Magic and Mayhem
What a WildStar week it’s been! In the last seven days, we’ve seen a ton of news from Carbine about its upcoming MMO. There’s been the Warrior DevSpeak video, Livestream and Reddit ‘Ask Me Anything’ that I’ll dig into shortly. Yesterday brought a second look at the Esper, a psionics-powered mage that’s described as a cross between Professor X and the Green lantern.
And then there were hoverboards. Since the end of Closed Beta 3 in August, Carbine has been working on a slew of updates and changes based on player feedback. Although we’ve been hands-on with the Warrior and Stalker at NYCC in October, last week was the first time we’d seen a new build that incorporated Carbine’s latest changes.
As a result, we’ve been discovering plenty of new information about WildStar in general, as part of the deep class reveals currently underway. Even if the Esper or Warrior Classes don’t appeal to you, there’s still much more to find out.
According to Carbine, a major part of beta feedback focused on character customization. In short, players didn’t feel like they had enough ways to focus on how they wanted to play, and the choices they did have were heavily focused on gear. The studio rose to the challenge, responding with two interlocking mechanisms – Ability Tiers and Advanced Modification Protocols (AMPs).
Instead of having masses of seldom-used abilities that demand multiple hotkey bars, WildStar uses a Limited Action Set of ten abilities. It’s possible to play around with the loadout at any time you’re out of combat, using a mix of 8 Class abilities, one Gadget ability and a single Path ability. You might build a loadout for simple questing and another for dungeon running, depending on how you want your character to work.
Ability tiers stack on top of this. As you build your loadout, points can be spent on beefing up those abilities. While Minor tiers offer incremental boosts to each ability, the Major tiers at 4 and 8 also tweak it by adding new features. By making our favorite moves more powerful, I’m hoping that combat will be even more satisfying.
While I excpect that we’ll change Ability loadouts and tiers on a regular basis as the situation demands it, AMPs appear to be focused more around long-term progression. Presented as either a spider’s web or star constellations depending on who you ask, the AMP system is built around six different player roles. PvP Offense and Defense are two obvious choices, with Class Utility making up a third. Assault, focused on damage dealing, is a fourth, and Support, based around tanking or healing, is a fifth. Interestingly, the Hybrid section is intended for offtanks, possibly backup healers, and those who want a little more versatility.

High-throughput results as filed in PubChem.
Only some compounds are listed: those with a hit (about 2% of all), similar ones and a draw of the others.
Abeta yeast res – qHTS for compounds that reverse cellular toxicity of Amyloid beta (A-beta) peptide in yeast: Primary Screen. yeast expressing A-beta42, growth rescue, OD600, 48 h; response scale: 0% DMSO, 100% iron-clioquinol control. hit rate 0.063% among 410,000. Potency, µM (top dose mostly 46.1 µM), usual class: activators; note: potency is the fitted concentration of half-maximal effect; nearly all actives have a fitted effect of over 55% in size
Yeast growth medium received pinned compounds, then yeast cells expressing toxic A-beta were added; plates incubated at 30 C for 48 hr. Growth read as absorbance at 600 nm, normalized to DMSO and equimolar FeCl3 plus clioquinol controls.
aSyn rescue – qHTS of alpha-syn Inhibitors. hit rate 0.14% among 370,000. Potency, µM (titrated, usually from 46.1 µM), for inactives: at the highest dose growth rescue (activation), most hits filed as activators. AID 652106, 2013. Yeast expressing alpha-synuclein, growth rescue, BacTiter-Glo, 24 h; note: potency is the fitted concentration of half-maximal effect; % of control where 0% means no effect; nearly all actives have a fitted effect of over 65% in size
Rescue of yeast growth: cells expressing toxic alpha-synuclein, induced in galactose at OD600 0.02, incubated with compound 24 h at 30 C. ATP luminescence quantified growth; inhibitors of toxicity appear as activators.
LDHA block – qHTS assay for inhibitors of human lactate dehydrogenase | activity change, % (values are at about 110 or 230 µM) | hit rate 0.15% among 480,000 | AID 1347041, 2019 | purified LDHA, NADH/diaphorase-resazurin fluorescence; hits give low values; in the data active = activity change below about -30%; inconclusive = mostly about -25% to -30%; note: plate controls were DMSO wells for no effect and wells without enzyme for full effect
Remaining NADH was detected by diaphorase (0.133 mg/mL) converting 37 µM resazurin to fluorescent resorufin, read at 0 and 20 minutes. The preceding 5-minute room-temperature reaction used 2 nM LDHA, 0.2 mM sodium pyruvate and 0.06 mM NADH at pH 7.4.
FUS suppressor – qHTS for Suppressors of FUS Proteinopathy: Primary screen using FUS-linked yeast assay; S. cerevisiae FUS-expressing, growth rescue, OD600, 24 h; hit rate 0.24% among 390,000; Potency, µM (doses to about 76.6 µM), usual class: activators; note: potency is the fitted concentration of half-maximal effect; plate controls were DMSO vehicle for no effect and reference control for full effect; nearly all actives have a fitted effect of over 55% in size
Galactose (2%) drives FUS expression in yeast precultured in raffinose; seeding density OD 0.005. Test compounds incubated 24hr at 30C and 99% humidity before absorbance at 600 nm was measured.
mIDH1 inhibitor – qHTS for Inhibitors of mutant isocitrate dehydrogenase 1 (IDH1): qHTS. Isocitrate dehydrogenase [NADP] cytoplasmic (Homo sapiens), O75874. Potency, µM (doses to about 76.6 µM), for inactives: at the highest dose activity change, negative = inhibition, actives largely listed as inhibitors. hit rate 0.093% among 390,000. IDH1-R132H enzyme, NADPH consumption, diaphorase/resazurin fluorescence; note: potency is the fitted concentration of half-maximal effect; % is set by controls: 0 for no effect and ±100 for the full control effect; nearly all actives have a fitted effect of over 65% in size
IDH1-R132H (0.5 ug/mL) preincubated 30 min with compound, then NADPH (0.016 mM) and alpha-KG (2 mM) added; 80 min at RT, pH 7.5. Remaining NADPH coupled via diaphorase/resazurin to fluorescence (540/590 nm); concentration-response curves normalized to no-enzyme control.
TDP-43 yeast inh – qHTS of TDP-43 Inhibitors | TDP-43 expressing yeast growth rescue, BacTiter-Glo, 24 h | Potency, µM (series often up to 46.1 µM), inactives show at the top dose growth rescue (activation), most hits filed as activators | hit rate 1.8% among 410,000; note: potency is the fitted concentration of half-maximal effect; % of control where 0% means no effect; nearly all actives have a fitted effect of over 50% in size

At this early stage, AMPs also seem to modify abilities in a similar way to Ability Tiers. During the livestream however, we learned they can also grant new abilities, meaning that the most dedicated tanks can pick up some signature moves. And although some AMP slots can be unlocked through spending points or picking up prerequisites, others will require specific items to activate the first time. This might be a rare world drop, a crafted item, or something else entirely.
Aside from the refinements to character customization, a couple of other facets emerged about WildStar’s approach to combat. The most surprising was the consideration of momentum – encouraging movement from combat encounter to encounter with only the briefest of pauses. While playing badly is greeted with death, skillful play is rewarded in a number of subtle ways.
When I first played WildStar, I discovered that taking on two or more monsters at a time would reward me with additional XP. That additional challenge, dodging out of telegraphs, and other skillful plays also award short-duration buffs to damage and movement speed. As mentioned on the Livestream, it creates a question: do I dive back into combat and keep the buffs running, or take a breather and recover some health?
Part of that question is answered with WildStar’s use of shields. Sitting alongside the health bar, the shield is gradually eroded by incoming damage, before your precious health pool is even touched. Crucially though, it also regenerates in combat, once you stop taking damage for a short while. Smack your opponent with a stun and watch that blue bar start to tick up. It’s another aspect of layered skill – play well and you’ll continually keep in the blue. Not so good, and you’ll be chomping into the green regularly. And yes, tanks will have abilities that play nice with shields.